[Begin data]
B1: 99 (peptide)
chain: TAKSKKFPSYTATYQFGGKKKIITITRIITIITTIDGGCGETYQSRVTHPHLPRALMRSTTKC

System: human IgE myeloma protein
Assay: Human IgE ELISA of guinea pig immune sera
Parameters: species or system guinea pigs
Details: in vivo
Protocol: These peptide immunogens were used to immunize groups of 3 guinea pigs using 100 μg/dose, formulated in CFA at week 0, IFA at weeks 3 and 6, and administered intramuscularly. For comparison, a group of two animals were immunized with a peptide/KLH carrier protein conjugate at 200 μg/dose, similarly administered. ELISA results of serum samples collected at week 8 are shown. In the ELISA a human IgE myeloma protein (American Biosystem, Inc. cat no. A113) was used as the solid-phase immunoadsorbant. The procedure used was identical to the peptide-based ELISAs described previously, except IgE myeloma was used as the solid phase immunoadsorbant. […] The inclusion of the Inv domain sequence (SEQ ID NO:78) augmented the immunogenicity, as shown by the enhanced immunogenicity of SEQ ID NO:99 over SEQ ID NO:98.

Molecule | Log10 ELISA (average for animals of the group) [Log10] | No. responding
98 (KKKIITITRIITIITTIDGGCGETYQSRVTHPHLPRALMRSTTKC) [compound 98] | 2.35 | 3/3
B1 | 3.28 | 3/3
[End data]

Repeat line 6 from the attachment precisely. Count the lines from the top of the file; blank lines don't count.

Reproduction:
Details: in vivo